Pioneering refuge for domestic abuse victims set to open

Women who have had their underarms slashed or part of their lips bitten off.

Wednesday, 7th June 2017, 3:02 pm
Updated Thursday, 8th June 2017, 3:30 pm
Louise Gisbey, Sarah Farr and Sam Walker from the Safe in Sussex domestic abuse charity outside the Amber House women's refuge in New Road, Littlehampton. Picture: Stephen Goodger

Women who have had their heads shaved by jealous partners that did not want other men to look at them.

Women who have been so psychologically damaged by their boyfriends and husbands that they cannot look strangers in the eye.

This is the shocking reality for victims of domestic abuse, according to staff at Safe in Sussex.

Some travel hundreds of miles to stay at the two hidden refuges run by the charity, which among other things helps women – and men – to leave abusive relationships and forge a new life for themselves, and in some cases for their children.

Through the charity’s community work, it became clear that many women did not want to leave the area they were from due to family ties and school commitments.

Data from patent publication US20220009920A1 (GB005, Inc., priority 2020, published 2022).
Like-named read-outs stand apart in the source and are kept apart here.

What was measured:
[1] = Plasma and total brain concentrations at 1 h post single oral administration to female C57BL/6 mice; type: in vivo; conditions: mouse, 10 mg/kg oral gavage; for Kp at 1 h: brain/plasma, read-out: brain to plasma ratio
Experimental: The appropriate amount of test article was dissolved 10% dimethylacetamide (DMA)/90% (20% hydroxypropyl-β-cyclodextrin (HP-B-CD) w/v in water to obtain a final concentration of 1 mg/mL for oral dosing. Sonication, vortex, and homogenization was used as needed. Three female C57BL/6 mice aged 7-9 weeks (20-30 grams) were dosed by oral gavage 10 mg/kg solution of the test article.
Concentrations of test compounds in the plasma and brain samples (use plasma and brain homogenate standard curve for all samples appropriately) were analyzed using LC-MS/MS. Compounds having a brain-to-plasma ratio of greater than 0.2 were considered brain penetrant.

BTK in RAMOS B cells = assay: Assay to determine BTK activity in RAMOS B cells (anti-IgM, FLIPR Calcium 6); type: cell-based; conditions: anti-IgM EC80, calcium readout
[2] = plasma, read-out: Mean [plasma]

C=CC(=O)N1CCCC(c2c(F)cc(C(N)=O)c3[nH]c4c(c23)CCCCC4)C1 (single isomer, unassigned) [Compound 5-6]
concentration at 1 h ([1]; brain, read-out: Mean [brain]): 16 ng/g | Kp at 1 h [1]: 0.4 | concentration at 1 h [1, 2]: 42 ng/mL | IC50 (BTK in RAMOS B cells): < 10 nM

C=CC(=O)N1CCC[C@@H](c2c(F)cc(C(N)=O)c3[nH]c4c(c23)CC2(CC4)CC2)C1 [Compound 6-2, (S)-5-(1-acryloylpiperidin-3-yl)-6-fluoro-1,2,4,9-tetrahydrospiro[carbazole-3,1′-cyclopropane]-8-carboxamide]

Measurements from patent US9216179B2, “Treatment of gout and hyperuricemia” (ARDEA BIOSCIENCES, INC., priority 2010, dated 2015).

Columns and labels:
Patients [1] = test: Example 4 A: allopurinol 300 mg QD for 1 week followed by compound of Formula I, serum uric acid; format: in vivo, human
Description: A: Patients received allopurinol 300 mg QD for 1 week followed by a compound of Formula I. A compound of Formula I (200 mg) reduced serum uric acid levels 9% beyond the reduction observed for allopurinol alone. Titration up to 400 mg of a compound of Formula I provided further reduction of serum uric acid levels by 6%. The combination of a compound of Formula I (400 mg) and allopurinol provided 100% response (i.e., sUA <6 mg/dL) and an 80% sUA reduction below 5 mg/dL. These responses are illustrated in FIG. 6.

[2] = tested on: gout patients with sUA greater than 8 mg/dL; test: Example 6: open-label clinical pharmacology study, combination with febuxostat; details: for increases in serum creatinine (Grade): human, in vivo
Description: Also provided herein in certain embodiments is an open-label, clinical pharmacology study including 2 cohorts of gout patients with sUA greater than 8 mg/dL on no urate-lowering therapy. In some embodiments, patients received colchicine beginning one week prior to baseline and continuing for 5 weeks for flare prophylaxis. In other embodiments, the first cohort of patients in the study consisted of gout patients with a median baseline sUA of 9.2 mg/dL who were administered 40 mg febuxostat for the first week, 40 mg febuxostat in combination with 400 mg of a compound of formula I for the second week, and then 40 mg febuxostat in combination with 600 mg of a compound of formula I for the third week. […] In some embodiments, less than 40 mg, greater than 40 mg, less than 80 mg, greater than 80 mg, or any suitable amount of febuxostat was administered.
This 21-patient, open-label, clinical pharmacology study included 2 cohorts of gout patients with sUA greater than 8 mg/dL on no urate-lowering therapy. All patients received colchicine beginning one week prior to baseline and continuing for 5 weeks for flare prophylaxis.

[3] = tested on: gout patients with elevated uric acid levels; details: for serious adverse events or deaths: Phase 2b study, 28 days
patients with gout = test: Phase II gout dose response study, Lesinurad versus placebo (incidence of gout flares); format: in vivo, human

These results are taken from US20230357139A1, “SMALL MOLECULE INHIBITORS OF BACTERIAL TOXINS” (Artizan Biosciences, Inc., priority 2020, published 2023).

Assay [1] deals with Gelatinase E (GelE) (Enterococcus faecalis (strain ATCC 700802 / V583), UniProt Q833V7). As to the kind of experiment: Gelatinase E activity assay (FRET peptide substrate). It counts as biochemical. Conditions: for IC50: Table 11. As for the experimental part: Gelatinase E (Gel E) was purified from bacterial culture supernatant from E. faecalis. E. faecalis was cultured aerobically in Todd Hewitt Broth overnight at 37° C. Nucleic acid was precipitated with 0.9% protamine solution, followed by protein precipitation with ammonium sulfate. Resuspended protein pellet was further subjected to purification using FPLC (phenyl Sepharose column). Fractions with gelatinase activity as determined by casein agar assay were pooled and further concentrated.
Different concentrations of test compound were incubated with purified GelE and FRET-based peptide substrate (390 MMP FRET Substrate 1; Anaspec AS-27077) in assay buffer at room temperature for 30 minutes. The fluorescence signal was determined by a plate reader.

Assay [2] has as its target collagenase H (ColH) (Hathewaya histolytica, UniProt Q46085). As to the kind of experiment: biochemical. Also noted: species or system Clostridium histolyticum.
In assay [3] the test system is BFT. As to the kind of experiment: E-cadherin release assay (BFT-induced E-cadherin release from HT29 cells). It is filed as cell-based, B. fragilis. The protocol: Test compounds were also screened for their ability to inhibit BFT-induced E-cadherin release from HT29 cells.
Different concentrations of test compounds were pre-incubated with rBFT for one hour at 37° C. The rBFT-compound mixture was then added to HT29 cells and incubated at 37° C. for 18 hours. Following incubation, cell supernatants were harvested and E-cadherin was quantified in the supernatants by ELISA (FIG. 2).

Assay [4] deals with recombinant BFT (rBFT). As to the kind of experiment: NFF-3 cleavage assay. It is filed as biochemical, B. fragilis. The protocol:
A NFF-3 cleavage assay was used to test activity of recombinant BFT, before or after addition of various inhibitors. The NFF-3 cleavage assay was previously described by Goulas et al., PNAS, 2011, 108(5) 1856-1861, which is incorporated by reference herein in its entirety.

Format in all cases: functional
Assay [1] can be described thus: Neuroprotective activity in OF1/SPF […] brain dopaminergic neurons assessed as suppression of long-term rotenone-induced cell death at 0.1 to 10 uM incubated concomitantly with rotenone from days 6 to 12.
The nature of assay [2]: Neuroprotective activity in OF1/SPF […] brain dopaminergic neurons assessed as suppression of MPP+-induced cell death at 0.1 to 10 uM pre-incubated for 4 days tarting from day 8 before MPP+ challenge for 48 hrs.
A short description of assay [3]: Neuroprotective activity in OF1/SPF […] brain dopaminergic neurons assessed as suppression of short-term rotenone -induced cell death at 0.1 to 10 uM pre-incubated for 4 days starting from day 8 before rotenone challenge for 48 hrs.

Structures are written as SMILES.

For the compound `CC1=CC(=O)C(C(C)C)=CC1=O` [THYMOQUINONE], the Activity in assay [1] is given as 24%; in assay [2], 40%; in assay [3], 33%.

So now, it is opening a pioneering refuge in Littlehampton which is designed to reduce the stigma of domestic abuse.

Charity trustee Sam Walker said: “I’m very excited this is happening.

“There is clearly an unmet need in Littlehampton because there are no refuges, but the town has the most police reports of domestic abuse in the whole county.”

Based on a Dutch model of refuge, what will make Amber House in New Road, Littlehampton, different from others run by Safe in Sussex is that it is not hidden in the community. It will be aimed at helping those affected by the earlier stages of domestic abuse before it becomes life-threatening.

Sarah Farr is the manager of the new refuge. She said: “Seeing the journey of these women and the change for them and their whole family inspires me to do what I do.

“The earlier we can work with these families and their children, the bigger difference we can make and the more we can combat long-lasting damage.”

When the house is completed later next month, it will have five bedrooms, an office with pull-down beds for staff and a lounge area with sofa beds for emergency cases brought there by police.

It will be staffed 24-hours a day and fitted with security features like CCTV cameras and police panic buttons.

Separate from the house, there will be a drop-in centre which will be staffed five days a week and allow people to get advice about domestic abuse.

Louise Gisbey, fundraising manager for Safe in Sussex, said: “Even in our society today, domestic abuse is still such a taboo subject. People don’t talk about it; people still don’t want to acknowledge it.

“We want people to know if they have any concerns, there is now a place that they can come and talk about it.”